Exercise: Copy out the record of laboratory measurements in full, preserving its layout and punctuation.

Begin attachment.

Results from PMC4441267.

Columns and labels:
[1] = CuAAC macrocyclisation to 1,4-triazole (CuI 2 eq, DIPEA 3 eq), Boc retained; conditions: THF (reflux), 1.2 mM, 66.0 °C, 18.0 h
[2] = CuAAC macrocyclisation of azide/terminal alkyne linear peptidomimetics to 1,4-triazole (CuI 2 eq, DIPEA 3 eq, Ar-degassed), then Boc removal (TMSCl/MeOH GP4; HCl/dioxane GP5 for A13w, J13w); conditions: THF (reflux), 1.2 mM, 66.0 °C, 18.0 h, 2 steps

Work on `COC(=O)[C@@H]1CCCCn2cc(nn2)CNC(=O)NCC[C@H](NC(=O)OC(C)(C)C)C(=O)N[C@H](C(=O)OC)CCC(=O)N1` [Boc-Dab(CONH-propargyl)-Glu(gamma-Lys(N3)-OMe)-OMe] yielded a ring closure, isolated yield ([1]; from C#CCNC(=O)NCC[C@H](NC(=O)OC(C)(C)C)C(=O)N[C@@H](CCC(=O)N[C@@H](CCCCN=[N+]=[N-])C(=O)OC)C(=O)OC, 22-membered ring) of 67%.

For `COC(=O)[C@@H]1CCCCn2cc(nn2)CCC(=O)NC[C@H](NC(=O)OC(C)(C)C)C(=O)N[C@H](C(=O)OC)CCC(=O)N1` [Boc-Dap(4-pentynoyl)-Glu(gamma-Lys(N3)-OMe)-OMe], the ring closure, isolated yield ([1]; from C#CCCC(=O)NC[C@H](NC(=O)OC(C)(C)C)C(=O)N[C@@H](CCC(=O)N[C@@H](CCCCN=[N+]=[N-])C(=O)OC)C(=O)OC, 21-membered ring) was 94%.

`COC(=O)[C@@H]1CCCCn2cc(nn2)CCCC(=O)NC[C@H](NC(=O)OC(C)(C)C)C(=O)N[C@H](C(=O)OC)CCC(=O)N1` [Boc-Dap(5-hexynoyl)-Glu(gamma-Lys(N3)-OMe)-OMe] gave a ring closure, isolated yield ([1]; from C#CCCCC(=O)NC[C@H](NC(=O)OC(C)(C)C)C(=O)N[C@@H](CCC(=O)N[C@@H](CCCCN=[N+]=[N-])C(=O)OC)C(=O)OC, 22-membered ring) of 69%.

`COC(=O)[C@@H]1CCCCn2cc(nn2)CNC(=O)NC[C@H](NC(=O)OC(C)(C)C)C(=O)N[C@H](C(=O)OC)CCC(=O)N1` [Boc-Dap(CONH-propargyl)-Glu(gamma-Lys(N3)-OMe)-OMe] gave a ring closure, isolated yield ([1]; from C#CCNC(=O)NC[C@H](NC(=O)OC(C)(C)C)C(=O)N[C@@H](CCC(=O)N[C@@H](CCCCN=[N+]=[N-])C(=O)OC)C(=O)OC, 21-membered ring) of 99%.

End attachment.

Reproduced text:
Results from PMC4441267.

Columns and labels:
[1] = CuAAC macrocyclisation to 1,4-triazole (CuI 2 eq, DIPEA 3 eq), Boc retained; conditions: THF (reflux), 1.2 mM, 66.0 °C, 18.0 h
[2] = CuAAC macrocyclisation of azide/terminal alkyne linear peptidomimetics to 1,4-triazole (CuI 2 eq, DIPEA 3 eq, Ar-degassed), then Boc removal (TMSCl/MeOH GP4; HCl/dioxane GP5 for A13w, J13w); conditions: THF (reflux), 1.2 mM, 66.0 °C, 18.0 h, 2 steps

Work on `COC(=O)[C@@H]1CCCCn2cc(nn2)CNC(=O)NCC[C@H](NC(=O)OC(C)(C)C)C(=O)N[C@H](C(=O)OC)CCC(=O)N1` [Boc-Dab(CONH-propargyl)-Glu(gamma-Lys(N3)-OMe)-OMe] yielded a ring closure, isolated yield ([1]; from C#CCNC(=O)NCC[C@H](NC(=O)OC(C)(C)C)C(=O)N[C@@H](CCC(=O)N[C@@H](CCCCN=[N+]=[N-])C(=O)OC)C(=O)OC, 22-membered ring) of 67%.

For `COC(=O)[C@@H]1CCCCn2cc(nn2)CCC(=O)NC[C@H](NC(=O)OC(C)(C)C)C(=O)N[C@H](C(=O)OC)CCC(=O)N1` [Boc-Dap(4-pentynoyl)-Glu(gamma-Lys(N3)-OMe)-OMe], the ring closure, isolated yield ([1]; from C#CCCC(=O)NC[C@H](NC(=O)OC(C)(C)C)C(=O)N[C@@H](CCC(=O)N[C@@H](CCCCN=[N+]=[N-])C(=O)OC)C(=O)OC, 21-membered ring) was 94%.

`COC(=O)[C@@H]1CCCCn2cc(nn2)CCCC(=O)NC[C@H](NC(=O)OC(C)(C)C)C(=O)N[C@H](C(=O)OC)CCC(=O)N1` [Boc-Dap(5-hexynoyl)-Glu(gamma-Lys(N3)-OMe)-OMe] gave a ring closure, isolated yield ([1]; from C#CCCCC(=O)NC[C@H](NC(=O)OC(C)(C)C)C(=O)N[C@@H](CCC(=O)N[C@@H](CCCCN=[N+]=[N-])C(=O)OC)C(=O)OC, 22-membered ring) of 69%.

`COC(=O)[C@@H]1CCCCn2cc(nn2)CNC(=O)NC[C@H](NC(=O)OC(C)(C)C)C(=O)N[C@H](C(=O)OC)CCC(=O)N1` [Boc-Dap(CONH-propargyl)-Glu(gamma-Lys(N3)-OMe)-OMe] gave a ring closure, isolated yield ([1]; from C#CCNC(=O)NC[C@H](NC(=O)OC(C)(C)C)C(=O)N[C@@H](CCC(=O)N[C@@H](CCCCN=[N+]=[N-])C(=O)OC)C(=O)OC, 21-membered ring) of 99%.